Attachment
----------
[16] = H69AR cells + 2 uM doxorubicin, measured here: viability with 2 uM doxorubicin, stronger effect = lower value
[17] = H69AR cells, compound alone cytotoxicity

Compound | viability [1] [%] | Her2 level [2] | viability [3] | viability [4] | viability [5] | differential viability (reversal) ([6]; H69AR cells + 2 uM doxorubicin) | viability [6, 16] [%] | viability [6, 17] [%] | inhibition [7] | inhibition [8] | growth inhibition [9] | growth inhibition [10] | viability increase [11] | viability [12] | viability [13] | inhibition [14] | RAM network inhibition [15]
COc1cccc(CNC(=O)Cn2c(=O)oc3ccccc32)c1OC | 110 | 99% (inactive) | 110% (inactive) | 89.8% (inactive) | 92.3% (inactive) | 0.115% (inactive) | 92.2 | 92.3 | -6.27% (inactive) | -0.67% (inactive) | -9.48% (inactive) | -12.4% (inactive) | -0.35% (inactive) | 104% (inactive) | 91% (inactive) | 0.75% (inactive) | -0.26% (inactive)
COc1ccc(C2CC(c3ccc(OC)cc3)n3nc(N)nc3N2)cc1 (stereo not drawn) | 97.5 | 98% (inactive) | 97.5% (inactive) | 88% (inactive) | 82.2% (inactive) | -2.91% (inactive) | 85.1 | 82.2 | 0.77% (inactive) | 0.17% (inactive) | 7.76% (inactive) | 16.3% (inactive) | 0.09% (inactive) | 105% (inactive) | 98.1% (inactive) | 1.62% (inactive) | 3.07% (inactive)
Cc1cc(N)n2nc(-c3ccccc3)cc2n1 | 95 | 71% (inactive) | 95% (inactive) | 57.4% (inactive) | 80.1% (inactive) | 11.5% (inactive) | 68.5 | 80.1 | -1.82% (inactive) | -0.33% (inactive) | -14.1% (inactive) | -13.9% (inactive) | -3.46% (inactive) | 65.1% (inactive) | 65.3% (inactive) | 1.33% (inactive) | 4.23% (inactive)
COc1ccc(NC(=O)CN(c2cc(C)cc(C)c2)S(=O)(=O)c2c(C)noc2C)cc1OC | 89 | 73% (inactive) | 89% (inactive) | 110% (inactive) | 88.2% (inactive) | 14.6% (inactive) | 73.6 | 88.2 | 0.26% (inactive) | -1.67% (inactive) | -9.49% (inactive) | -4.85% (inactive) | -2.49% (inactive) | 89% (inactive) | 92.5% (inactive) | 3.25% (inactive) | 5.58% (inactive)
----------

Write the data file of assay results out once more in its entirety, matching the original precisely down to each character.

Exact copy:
[16] = H69AR cells + 2 uM doxorubicin, measured here: viability with 2 uM doxorubicin, stronger effect = lower value
[17] = H69AR cells, compound alone cytotoxicity

Compound | viability [1] [%] | Her2 level [2] | viability [3] | viability [4] | viability [5] | differential viability (reversal) ([6]; H69AR cells + 2 uM doxorubicin) | viability [6, 16] [%] | viability [6, 17] [%] | inhibition [7] | inhibition [8] | growth inhibition [9] | growth inhibition [10] | viability increase [11] | viability [12] | viability [13] | inhibition [14] | RAM network inhibition [15]
COc1cccc(CNC(=O)Cn2c(=O)oc3ccccc32)c1OC | 110 | 99% (inactive) | 110% (inactive) | 89.8% (inactive) | 92.3% (inactive) | 0.115% (inactive) | 92.2 | 92.3 | -6.27% (inactive) | -0.67% (inactive) | -9.48% (inactive) | -12.4% (inactive) | -0.35% (inactive) | 104% (inactive) | 91% (inactive) | 0.75% (inactive) | -0.26% (inactive)
COc1ccc(C2CC(c3ccc(OC)cc3)n3nc(N)nc3N2)cc1 (stereo not drawn) | 97.5 | 98% (inactive) | 97.5% (inactive) | 88% (inactive) | 82.2% (inactive) | -2.91% (inactive) | 85.1 | 82.2 | 0.77% (inactive) | 0.17% (inactive) | 7.76% (inactive) | 16.3% (inactive) | 0.09% (inactive) | 105% (inactive) | 98.1% (inactive) | 1.62% (inactive) | 3.07% (inactive)
Cc1cc(N)n2nc(-c3ccccc3)cc2n1 | 95 | 71% (inactive) | 95% (inactive) | 57.4% (inactive) | 80.1% (inactive) | 11.5% (inactive) | 68.5 | 80.1 | -1.82% (inactive) | -0.33% (inactive) | -14.1% (inactive) | -13.9% (inactive) | -3.46% (inactive) | 65.1% (inactive) | 65.3% (inactive) | 1.33% (inactive) | 4.23% (inactive)
COc1ccc(NC(=O)CN(c2cc(C)cc(C)c2)S(=O)(=O)c2c(C)noc2C)cc1OC | 89 | 73% (inactive) | 89% (inactive) | 110% (inactive) | 88.2% (inactive) | 14.6% (inactive) | 73.6 | 88.2 | 0.26% (inactive) | -1.67% (inactive) | -9.49% (inactive) | -4.85% (inactive) | -2.49% (inactive) | 89% (inactive) | 92.5% (inactive) | 3.25% (inactive) | 5.58% (inactive)